#Longread review alert! NB a shorter version of this review appeared in the Radio 2 Book Group in February 2021.
Every now and then a book comes along which stops you in your tracks: one which really matters. Empireland by Sathnam Sanghera is one such read. It is currently out in hardback and (soon, doubtless) will appear in paperback. Its cover is adorned by a fat British bulldog crouched at the top of a lofty column. I found myself wondering how author and publisher arrived at both title and cover image. The book could have been called The Empire Still Strikes Back. Its cover could (should?) have been blood red.
Sanghera is a well known author, journalist and broadcaster and so is accustomed to being in the public eye: with this book he has however experienced trolling as never before. Although some Lockdown trolling can be attributed to isolation and frayed nerves, Sanghera has been trolled for a different reason: he has dared to ask his readers to think – that’s it, just think – about the legacy of Britain’s colonial past.
Empireland questions the often fervently-held but misguided and anachronistic belief that we are a godly nation which has unfailingly brought British ‘values’ (whatever they may be) to inferior countries, always to mutual benefit. We still justify our imperial past with a cry of ‘oh, but we gave them the railways…the civil service…the legal system…’ etc; but this notion of a munificent and altruistic British empire is a long-standing self-deluding lie.
As a colonial nation we brought countries (to which we had no legitimate claim) into the Empire by stealth or by force. We deposed legitimate leaders. We murdered people, often in cold blood, for imperial gain.
We eradicated first peoples (Sanghera describes, chillingly, how a long line of British soldiers walked across Tasmania, shooting its original inhabitants with no more concern than you would a rabbit). We sold others into slavery and took what was not ours to take: people, wealth, produce, property, territory. The word ‘loot’ is an Indian one for a reason. Our museums and our stately homes are still full of this imperial plunder.
Not every plundered object held here could or should be returned to where it came from – but if return is not possible then the story of its theft needs to be given equal weight alongside its origin, its antiquity, its craftsmanship or its value. Institutions such as The National Trust should be celebrated for exploring this issue, not criticised, as has (unbelievably!) been the case in recent months.
I would like to have seen an additional chapter in Empireland which showed how religion and empire co-operated to lethal effect (supplanting the valid belief systems of first peoples with Chistianity, often brutally imposed) but perhaps the author will explore this in a separate work, as it is a huge subject.
BlackLivesMatter opened up discussions about the legacy of slavery worldwide. In the UK it will be remembered for the toppling of statues of slave traders such as Edward Colston in Bristol. Sanghera stops short of describing such actions as futile but does urge far greater positivity and creativity of response. His lively suggestion would be leaving such statues in situ and pelting them with rotten fruit once a year. My own would be to topple them without damage but then to leave them in situ, suitably interpreted, removed from their literal and metaphorical pedestal – so that our children can look down on them and see they were, after all, just men.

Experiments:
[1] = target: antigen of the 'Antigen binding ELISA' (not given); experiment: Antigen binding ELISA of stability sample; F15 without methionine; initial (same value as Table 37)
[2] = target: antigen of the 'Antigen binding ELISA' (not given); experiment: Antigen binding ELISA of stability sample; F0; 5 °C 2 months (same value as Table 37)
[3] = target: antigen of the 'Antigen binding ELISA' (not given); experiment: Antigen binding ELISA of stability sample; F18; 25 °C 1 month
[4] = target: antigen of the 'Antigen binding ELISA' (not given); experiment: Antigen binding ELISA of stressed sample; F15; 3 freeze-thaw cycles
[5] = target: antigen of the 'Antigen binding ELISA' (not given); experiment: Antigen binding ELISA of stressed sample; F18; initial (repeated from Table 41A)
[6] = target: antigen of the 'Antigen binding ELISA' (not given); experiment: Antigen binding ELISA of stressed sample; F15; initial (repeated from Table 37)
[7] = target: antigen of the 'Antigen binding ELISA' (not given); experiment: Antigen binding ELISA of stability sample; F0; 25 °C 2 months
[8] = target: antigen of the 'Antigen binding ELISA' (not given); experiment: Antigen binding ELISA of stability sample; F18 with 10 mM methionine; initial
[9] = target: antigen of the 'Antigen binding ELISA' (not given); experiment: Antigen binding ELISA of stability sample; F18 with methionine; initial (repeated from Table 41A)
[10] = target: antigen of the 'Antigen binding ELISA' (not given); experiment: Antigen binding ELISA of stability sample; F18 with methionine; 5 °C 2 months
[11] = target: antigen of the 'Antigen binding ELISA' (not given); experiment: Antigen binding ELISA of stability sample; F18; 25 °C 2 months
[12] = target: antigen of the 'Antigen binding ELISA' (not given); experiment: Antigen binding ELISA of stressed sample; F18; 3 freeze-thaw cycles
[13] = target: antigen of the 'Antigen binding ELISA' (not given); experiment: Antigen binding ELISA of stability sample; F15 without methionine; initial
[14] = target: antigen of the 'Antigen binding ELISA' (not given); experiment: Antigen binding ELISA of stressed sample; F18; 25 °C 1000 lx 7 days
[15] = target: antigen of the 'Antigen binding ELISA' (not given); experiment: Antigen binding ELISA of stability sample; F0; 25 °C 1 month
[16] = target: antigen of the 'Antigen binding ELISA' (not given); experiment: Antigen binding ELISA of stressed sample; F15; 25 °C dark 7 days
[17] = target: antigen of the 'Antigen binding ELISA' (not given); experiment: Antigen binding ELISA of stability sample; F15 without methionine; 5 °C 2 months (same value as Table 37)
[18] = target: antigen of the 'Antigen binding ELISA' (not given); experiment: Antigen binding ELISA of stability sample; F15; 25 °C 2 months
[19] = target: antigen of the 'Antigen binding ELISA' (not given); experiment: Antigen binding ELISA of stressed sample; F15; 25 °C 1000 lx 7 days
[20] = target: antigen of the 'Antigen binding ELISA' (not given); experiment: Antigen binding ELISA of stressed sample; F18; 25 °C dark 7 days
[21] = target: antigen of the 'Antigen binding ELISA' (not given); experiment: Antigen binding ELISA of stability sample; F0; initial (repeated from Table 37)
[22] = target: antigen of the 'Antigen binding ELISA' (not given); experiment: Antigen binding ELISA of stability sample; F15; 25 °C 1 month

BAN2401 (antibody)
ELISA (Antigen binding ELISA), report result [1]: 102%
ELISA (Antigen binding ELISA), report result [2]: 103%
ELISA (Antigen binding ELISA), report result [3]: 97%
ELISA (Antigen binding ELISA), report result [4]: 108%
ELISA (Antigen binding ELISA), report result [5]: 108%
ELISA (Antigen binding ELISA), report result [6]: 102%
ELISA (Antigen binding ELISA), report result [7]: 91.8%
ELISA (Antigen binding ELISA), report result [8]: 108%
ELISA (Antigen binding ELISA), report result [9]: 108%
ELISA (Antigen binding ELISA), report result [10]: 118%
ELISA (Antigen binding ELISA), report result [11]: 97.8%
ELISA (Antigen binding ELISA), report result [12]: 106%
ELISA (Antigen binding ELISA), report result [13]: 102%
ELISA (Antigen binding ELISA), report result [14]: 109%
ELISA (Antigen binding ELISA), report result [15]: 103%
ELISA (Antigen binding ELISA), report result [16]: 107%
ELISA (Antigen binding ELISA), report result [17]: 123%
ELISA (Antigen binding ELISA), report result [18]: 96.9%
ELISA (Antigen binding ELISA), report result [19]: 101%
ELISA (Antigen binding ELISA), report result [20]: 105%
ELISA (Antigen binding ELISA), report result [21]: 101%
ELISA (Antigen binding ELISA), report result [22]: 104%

In a local museum two dull but worthy Victorians portraits have always hung in a quiet corner. After reading Empireland I looked at them with fresh eyes.These were ruthless merchants, opium barons, the drug royalty of their day, who were in it for the money. They spent no time reflecting on the ethics of their enterprise and merit no respect.
Sanghera points out that Empire was built on action – often bold, reckless and dangerous action – and not on intellect. The legacy of this today is catastrophic.
Reading Empireland coincided with my studying the history of the North West Frontier, where generation after generation of not especially bright but bold and brave boys who joined the army were massacred by the local residents who not unnaturally objected to their alien presence.
These actions are still being written up as heroic by historians today but they were anything but: at best they were inadvisable and illegal, at worst suicidal. 21st century military historians are generally male and they love their subject, which can lead to a dangerous fondness of the past. Sanghera’s book works because he is NOT a historian.
Sanghera points out that we have been conditioned to value such heroic failures as the Massacre at the Khyber Pass in 1842 more than success. A retreat from Kabul without loss of life would not have caused the flicker of an imperial eyelid.
And who reached the South Pole first? Not the ill-equipped and poorly-led Robert Falcon Scott – but the clever Norwegian Roald Amundsen, who listened to indigenous locals and planned accordingly. And yet as Sanghera points out it is Scott’s ‘heroism’ – which led to the horrific and untimely death of his entire party – which is commemorated and celebrated.
We are all damaged by this colonial legacy. The imperial past continues to affect our psychology today. Sanghera shows how we like our politicians to be jovial buffoons. We (and they) still use the phrase ‘too clever by half’ as a criticism of intellect. At Oxford David Cameron was a bright outsider, while Boris Johnson, his inferior academically, was somehow the golden boy. This attitude pervades our politics too and recent catastrophic political decision-making for Britain stems largely from a popular mistrust of clever people and institutions. Bring back the intelligent, dull politicians whom we can trust!